- Exhibitions generate €275 (US$325) billion in total output globally
- Exhibitions contribute €167 (US$198) billion to global gross domestic product (GDP)
- They support 3.2 million jobs around the world
For the first time, the total global economic impact of exhibitions has been calculated. With a total output of €275 ($325) billion in business sales annually, the exhibition sector is on a par with sectors such as machine tools or medical and surgical equipment.
UFI, the Global Association of the Exhibition Industry, worked with Oxford Economics to produce the ‘Global Economic Impact of Exhibitions’ report, which was also supported by SISO (Society of Independent Show Organisers).
“This truly is a first for our industry,” says UFI President Craig Newman. “This new data will support us when we talk to stakeholders about our industry, especially as it’s broken down into the direct, measurable economic impact per exhibiting company – right down to the economic value of every single square metre of venue exhibition space. And on top of that, it makes me proud to work for our industry, knowing that we are securing over three million jobs.”
Based on UFI exhibition metrics, the model developed by Oxford Economics provides results for the world and also regional data for Africa, the Asia-Pacific, Central and South America, Europe, the Middle East and North America.
The report shows the far-reaching impact of the exhibition sector, which generates €68.7 ($81.1) billion in direct GDP and contributes a total economic impact of €275 ($325) billion. This ranks the sector as the 56th largest economy in the world, larger than those of countries such as Hungary, Kuwait, Sri Lanka, and Ecuador.
In 2018, approximately 32,000 exhibitions directly involved 303 million visitors and over 4.5 million exhibitors across more than 180 countries. The total impact of €167 (US$198) billion in global GDP includes the direct spending and jobs that are specifically involved in planning and producing exhibitions, and for participants and exhibitors to travel to exhibitions, as well as other exhibition-related spending. Following the ISO definitions, an exhibition, show or fair is defined as an event where products, services or information are displayed and disseminated. Exhibitions differ from conferences, conventions, seminars or other business and consumer events, and exclude flea markets and street markets.
Europe was the largest market in terms of visitors, welcoming 112 million in 2018. This represents 37% of global exhibition visitors in 2018. North America ranked second, with 91 million visitors, followed by the Asia-Pacific with nearly 82 million visitors.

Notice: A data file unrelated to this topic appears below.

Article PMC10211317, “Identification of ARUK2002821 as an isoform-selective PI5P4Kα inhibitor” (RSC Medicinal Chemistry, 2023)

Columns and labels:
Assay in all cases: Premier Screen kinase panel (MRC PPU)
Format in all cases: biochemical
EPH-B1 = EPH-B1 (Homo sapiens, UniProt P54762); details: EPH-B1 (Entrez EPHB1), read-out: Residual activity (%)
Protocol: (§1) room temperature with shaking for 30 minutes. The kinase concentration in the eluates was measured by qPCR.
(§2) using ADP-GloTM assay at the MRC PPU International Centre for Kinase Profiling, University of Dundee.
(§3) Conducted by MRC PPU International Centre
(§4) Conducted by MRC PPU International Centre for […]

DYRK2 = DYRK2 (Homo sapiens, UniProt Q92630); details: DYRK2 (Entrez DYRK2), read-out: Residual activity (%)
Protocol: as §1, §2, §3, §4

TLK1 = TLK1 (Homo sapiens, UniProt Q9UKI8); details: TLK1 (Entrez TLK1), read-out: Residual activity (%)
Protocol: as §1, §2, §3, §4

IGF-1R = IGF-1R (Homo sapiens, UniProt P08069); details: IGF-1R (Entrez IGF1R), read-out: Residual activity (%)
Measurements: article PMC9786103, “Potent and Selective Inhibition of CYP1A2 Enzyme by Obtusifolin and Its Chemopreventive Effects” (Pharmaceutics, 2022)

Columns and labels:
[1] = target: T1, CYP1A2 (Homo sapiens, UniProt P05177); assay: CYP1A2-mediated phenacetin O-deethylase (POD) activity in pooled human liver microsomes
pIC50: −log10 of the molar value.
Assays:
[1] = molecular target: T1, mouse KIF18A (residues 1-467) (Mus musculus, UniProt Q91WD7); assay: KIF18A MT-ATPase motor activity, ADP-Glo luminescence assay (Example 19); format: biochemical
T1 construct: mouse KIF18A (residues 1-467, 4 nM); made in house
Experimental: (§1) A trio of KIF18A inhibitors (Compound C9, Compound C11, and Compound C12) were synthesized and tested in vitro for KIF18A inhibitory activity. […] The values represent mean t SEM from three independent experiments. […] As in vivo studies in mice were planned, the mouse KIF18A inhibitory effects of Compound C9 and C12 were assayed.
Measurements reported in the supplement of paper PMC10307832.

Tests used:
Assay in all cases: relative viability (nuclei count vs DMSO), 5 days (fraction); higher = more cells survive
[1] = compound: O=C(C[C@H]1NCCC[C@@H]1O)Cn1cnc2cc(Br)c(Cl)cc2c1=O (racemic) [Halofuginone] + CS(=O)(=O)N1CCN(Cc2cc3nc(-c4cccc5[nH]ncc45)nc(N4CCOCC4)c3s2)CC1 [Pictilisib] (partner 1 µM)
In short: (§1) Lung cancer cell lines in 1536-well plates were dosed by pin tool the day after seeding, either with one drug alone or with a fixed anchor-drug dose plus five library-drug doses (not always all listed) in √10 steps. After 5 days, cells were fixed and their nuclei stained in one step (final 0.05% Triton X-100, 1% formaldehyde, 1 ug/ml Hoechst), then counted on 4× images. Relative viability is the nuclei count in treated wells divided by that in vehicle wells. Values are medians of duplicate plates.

In terms of total GDP, North America ranked first with over €78.2 ($92.3) billion of total GDP attributable to the exhibitions sector. This accounts for nearly 47% of the sector’s global impact. Europe followed with €48.6 ($57.3) billion of total GDP, representing 29% of the sector’s global impact.
Overall, exhibitions globally generated €60,700 ($71,700) of total sales per exhibiting company and €7,900 of total sales per square metre ($870 per square foot) of venue gross indoor exhibition space.
Research will continue
As with every piece of global UFI research, such as the Global Barometer or the World Map of Venues, this study on economic impact allows country and market profiles to be added, using the same metrics. UFI has secured an arrangement with Oxford Economics that allows industry associations who are UFI members to have specific profiles for their home markets added to the report.
Kai Hattendorf, UFI Managing Director and CEO, says:
“We are happy to be able to provide this new set of data which highlights the impact of the exhibition industry. The methodology can be used at national level wherever needed, and we hope that it will contribute to consistent data across the world for this important element of economic impact.”
David Audrain, SISO Executive/Managing Director, comments:
“SISO is very pleased to have partnered with UFI in funding the production of this report. Having reliable statistics is key to measuring the growth and impact of the Industry. We hope that organizers from around the world will use this data to showcase the value of this industry to their stakeholders and governments.”
Global Exhibitions Day to highlight the economic impact
The research was timed to provide the data during the run-up to Global Exhibitions Day 2019 on 5 June. Around the world, exhibition industry professionals, companies and associations, are organising a multitude of events and activities to highlight the critical role the industry plays in driving and fostering the growth of regional, national and international economies.
How to access the full report
In line with UFI’s mission to provide vital data to the entire exhibitions industry, the full ‘Global Economic Impact of Exhibitions’ report is available free of charge on the UFI website at www.ufi.org/research.